The first Statement must have a maximum duration of two minutes and half. At the beginning, each delegate must use the “triangular dialogue” that means that the delegate must use a protocol formula for addressing to the Assembly across the Chairman. For example, delegate can say: “Mr. Chairman, across your authority Russian delegation would like to address to the Assembly”. The statement must have concepts that each delegation considers adequate, but it must always have relation with the topic in treatment. Subsequently, delegations may submit to one or two questions if they accept it. The delegation on the podium will have one minute to answer each question. Delegations have the option to answer or not any questions. If the delegation chose answer questions, the Chairman will ask to the other states ‘delegations to lift up their placards. The Chairman may choose any delegation to make the question. Delegations chosen will have one minute for formulating their question to the delegation in the podium; also, they are allowed to do an introduction of it.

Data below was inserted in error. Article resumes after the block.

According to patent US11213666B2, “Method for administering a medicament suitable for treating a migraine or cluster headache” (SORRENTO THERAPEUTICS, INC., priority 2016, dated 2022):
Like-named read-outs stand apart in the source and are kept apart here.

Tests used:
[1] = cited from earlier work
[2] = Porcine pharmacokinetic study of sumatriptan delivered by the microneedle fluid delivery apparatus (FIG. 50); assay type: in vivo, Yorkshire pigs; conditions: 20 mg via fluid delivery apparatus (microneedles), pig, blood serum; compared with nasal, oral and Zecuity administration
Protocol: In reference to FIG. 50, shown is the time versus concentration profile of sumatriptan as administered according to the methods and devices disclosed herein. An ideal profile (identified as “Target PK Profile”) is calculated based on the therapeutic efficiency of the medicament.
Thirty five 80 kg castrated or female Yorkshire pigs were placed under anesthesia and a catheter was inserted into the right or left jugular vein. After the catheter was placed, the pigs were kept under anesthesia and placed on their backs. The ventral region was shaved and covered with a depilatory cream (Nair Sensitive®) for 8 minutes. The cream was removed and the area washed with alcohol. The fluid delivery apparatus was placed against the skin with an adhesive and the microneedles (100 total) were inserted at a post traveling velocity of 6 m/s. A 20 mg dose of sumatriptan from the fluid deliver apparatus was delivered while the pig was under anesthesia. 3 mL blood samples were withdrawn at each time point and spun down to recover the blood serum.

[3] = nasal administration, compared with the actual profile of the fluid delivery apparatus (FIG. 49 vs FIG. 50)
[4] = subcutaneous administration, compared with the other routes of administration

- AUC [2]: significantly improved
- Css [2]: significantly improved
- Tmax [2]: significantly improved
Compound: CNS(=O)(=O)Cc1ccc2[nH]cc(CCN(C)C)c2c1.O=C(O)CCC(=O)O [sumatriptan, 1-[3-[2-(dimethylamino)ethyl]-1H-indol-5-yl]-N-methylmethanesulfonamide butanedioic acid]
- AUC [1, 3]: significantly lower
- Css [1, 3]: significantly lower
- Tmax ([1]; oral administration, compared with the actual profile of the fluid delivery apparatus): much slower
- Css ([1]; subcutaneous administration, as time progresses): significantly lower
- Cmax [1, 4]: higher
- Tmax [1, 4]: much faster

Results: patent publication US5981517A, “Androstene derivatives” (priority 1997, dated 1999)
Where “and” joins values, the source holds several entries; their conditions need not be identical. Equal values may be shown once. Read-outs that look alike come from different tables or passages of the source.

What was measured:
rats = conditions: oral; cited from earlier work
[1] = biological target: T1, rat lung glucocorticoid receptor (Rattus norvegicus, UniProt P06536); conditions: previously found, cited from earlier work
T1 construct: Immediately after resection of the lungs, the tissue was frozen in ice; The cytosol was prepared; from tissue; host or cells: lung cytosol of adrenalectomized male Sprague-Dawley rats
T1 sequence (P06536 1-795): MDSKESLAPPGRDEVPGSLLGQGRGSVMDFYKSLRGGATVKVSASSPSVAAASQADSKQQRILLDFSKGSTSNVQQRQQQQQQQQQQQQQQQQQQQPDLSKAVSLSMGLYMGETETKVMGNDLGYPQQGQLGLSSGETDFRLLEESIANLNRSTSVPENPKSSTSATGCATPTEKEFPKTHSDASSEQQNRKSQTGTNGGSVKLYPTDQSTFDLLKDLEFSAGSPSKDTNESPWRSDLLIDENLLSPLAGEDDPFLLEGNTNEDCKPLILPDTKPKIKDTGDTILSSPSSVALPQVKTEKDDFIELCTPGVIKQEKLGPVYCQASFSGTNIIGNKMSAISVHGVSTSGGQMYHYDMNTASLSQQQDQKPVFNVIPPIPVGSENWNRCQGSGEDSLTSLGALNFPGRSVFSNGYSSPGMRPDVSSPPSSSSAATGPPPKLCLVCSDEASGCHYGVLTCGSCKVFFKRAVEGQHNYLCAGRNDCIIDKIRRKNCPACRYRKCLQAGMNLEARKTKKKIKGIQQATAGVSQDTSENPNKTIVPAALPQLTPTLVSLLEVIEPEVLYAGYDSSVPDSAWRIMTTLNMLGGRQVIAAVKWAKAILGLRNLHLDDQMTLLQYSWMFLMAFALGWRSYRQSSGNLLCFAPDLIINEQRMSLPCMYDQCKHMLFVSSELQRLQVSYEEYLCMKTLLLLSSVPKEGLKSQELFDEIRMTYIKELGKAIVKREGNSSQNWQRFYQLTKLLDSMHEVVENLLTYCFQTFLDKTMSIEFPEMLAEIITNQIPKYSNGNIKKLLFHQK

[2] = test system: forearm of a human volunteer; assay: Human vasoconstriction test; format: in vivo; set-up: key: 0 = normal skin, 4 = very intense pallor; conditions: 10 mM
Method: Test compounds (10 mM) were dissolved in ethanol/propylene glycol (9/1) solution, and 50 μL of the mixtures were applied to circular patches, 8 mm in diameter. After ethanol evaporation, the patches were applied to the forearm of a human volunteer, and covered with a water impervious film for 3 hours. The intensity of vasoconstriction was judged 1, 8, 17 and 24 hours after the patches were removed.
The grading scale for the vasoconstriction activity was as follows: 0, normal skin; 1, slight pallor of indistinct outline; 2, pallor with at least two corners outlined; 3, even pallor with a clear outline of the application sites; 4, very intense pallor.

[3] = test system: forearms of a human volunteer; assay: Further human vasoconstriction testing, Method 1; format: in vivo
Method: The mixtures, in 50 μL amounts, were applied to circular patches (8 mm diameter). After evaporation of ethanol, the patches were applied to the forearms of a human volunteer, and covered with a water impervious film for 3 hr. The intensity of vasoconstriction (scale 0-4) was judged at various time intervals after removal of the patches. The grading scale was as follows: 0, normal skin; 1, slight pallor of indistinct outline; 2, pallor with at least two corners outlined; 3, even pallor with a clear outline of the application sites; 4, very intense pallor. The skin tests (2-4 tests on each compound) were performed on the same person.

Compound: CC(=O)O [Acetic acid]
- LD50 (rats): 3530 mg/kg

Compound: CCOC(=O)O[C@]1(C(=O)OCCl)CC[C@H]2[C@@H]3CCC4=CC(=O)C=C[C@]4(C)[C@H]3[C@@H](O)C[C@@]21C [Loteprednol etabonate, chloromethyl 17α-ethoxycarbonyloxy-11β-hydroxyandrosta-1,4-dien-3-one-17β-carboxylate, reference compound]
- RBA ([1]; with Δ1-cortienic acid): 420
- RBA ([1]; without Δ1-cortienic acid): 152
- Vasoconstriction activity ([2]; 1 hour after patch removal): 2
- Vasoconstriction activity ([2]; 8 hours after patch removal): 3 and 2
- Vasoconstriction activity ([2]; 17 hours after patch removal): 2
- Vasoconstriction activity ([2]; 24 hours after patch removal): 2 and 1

Questions – and its introductions – must be related with the topic discussed. In contrary case, the Chairman may interrupt delegation that is speaking to reorder the debate according to the topic. All speakers – whom make questions and whom answer them – must respect the “triangular dialogue”.